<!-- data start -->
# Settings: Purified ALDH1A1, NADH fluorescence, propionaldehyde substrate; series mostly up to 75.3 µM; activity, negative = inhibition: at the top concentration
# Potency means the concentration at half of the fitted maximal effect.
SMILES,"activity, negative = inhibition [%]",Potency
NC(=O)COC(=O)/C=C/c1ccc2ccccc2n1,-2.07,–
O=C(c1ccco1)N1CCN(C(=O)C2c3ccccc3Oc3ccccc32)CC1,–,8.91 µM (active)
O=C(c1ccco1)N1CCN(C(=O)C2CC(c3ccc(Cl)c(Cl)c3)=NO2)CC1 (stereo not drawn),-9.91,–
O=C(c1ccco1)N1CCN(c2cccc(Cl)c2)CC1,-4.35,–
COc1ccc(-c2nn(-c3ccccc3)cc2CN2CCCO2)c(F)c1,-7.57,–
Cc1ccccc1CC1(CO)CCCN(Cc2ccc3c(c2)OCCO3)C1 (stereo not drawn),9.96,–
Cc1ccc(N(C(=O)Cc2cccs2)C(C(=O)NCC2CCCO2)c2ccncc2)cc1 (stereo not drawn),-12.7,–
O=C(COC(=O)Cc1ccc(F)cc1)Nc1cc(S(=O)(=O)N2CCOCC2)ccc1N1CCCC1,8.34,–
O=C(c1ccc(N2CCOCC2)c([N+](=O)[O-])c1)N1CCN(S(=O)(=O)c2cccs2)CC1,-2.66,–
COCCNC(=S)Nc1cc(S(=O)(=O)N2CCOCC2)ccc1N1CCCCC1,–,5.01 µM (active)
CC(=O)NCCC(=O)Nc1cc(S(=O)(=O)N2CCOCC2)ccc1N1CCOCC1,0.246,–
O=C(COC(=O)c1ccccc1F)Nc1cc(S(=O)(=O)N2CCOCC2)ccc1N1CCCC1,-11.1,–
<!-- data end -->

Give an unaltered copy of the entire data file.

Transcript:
# Settings: Purified ALDH1A1, NADH fluorescence, propionaldehyde substrate; series mostly up to 75.3 µM; activity, negative = inhibition: at the top concentration
# Potency means the concentration at half of the fitted maximal effect.
SMILES,"activity, negative = inhibition [%]",Potency
NC(=O)COC(=O)/C=C/c1ccc2ccccc2n1,-2.07,–
O=C(c1ccco1)N1CCN(C(=O)C2c3ccccc3Oc3ccccc32)CC1,–,8.91 µM (active)
O=C(c1ccco1)N1CCN(C(=O)C2CC(c3ccc(Cl)c(Cl)c3)=NO2)CC1 (stereo not drawn),-9.91,–
O=C(c1ccco1)N1CCN(c2cccc(Cl)c2)CC1,-4.35,–
COc1ccc(-c2nn(-c3ccccc3)cc2CN2CCCO2)c(F)c1,-7.57,–
Cc1ccccc1CC1(CO)CCCN(Cc2ccc3c(c2)OCCO3)C1 (stereo not drawn),9.96,–
Cc1ccc(N(C(=O)Cc2cccs2)C(C(=O)NCC2CCCO2)c2ccncc2)cc1 (stereo not drawn),-12.7,–
O=C(COC(=O)Cc1ccc(F)cc1)Nc1cc(S(=O)(=O)N2CCOCC2)ccc1N1CCCC1,8.34,–
O=C(c1ccc(N2CCOCC2)c([N+](=O)[O-])c1)N1CCN(S(=O)(=O)c2cccs2)CC1,-2.66,–
COCCNC(=S)Nc1cc(S(=O)(=O)N2CCOCC2)ccc1N1CCCCC1,–,5.01 µM (active)
CC(=O)NCCC(=O)Nc1cc(S(=O)(=O)N2CCOCC2)ccc1N1CCOCC1,0.246,–
O=C(COC(=O)c1ccccc1F)Nc1cc(S(=O)(=O)N2CCOCC2)ccc1N1CCCC1,-11.1,–